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Review: England & Son at Holden Street Theatre - ADL Fringe

Review by Kate Gaul

This production comes to Adelaide Fringe via the Holden St Edinburgh Fringe Award 2023. Written by Ed Edwards, author of the 2018 play “The Political History of Smack and Crack”, “England & Son” is a collaboration with performer Mark Thomas and draws on first-hand experiences of violence, drugs, and incarceration. We are taken to some very, dark places. Domestic abuse, genocide, the brutality of toxic masculinity and corrosive horror.  Children are casually tossed around like rubbish, entirely subject to the whims of their sadistic government captors. Woven between all this is the weft of love, friendship, tenderness and genuine good. We’re invited to empathise, not pity. It is bleak, darkly funny, and a chilling account of inter-generational male brutality and abuse. The work uses colonialism as a further lens by interpolating the violence of British soldiers in Malaya as legitimate state sanctioned atrocities which are then brought into the returning soldiers’ family homes.  The cycle continues. The class divide widens between the haves and have-nots and its wider political context, in the era of Maggie Thatcher, gives the play a grounded and powerful edge.  As a monologue about abuse, diminishing hopes and the betrayal of a generation, “England & Son” packs a punch.

Cressida Brown is the director.  She is known as an artist who believes “traditional theatre is for wimps”.  This play and performer are a perfect match!  She and Mark Thomas chose to wisely work in an open space with the audience in the round. The audience really are part of this event. The bare stage in the Studio space at Holden Street Theatres with highly effective and tightly controlled lighting plot and evocative soundscape support Thomas to create a detailed and vivid image of a boy’s unfolding world.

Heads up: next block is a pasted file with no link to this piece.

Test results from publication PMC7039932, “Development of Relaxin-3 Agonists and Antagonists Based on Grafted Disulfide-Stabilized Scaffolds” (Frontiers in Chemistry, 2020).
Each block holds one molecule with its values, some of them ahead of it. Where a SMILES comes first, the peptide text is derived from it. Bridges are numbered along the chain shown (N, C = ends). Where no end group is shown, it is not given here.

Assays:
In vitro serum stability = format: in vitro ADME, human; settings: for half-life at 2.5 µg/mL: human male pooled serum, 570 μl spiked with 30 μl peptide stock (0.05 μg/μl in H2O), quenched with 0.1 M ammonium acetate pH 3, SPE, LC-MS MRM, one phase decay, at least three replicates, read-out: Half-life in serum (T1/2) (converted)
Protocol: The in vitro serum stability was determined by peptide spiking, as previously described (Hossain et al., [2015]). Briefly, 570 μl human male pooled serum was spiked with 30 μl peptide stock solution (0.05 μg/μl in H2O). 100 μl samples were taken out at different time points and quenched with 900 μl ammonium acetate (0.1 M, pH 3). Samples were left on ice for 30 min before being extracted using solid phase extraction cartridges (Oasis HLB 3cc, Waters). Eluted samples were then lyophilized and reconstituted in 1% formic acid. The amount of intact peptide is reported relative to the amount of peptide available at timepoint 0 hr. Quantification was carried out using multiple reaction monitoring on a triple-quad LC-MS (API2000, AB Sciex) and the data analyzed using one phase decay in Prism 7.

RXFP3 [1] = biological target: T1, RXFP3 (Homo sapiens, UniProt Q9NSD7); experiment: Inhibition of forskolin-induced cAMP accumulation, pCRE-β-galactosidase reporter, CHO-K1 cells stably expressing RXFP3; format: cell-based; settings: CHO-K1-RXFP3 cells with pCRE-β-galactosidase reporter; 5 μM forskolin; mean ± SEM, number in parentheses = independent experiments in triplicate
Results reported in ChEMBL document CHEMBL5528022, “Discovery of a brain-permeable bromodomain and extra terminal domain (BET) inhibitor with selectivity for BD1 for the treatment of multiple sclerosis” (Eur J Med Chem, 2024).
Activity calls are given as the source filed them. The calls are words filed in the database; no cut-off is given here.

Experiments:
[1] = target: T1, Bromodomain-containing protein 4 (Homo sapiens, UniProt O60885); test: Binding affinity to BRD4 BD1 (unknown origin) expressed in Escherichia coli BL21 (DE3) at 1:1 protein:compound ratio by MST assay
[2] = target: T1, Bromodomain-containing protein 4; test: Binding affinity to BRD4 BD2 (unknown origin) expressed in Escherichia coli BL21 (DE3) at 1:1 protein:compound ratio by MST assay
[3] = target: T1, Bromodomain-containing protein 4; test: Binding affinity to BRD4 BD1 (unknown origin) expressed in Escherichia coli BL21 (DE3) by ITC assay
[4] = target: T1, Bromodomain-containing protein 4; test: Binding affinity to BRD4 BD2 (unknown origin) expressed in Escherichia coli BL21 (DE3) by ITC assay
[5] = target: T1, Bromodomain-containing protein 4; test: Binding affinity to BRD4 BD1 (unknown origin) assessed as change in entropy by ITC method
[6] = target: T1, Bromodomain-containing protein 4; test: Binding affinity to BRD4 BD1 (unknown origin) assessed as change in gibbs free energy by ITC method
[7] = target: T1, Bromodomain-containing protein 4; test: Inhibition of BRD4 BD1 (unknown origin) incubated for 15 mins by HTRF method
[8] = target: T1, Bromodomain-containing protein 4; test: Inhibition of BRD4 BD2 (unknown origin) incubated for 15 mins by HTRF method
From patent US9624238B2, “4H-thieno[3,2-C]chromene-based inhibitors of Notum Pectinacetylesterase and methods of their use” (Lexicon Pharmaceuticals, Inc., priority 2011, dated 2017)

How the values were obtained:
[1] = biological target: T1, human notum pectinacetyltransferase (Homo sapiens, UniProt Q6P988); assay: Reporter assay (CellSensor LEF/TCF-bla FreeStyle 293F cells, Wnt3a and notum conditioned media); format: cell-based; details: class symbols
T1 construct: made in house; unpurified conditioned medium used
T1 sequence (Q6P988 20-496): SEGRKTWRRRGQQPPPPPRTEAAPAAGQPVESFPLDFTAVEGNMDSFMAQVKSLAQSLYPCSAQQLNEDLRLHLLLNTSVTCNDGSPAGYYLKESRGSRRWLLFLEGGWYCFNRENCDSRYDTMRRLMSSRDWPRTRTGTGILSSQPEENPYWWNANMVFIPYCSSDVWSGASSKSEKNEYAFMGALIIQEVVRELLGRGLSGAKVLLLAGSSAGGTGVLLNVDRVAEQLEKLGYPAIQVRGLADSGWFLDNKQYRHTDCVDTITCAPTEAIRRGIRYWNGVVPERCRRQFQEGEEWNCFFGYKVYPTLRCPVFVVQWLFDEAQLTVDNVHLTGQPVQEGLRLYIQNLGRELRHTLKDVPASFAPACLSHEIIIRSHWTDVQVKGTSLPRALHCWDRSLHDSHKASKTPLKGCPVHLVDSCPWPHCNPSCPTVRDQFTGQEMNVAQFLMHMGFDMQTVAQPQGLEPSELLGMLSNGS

Mark Thomas starts the show with a howl of pain in a foetal position, he’s justwoken up in a bin round the back of Wetherspoons realising you were about to meet your fate in the crusher of a bin lorry. It’s a compelling start to this twisted coming of age story. The performance is energetic, explosive, and fast paced. This isn’t a genre busting work and nor is the message particularly new. The production ends abruptly and we are sent out into our much safer worlds.  That is a peculiar sensation. The delight (if that’s a word that can be used to describe such a bleak world) is in watching Mark Thomas relish the performance and presence of an audience. Critically it does feel as if we are being performed “at” rather than invited into an intimate exchange between humans which can be one of the delights of the monologue. It’s a full-on blokey event. It is an urgent cry for change. This is a solid play and performance.  Fringe is full of solo performance, and this is another notch in the belt for those theatrical adventurers who are looking beyond comedy and music to sample the rich array of more serious theatre offerings in Adelaide this year.

Image Supplied


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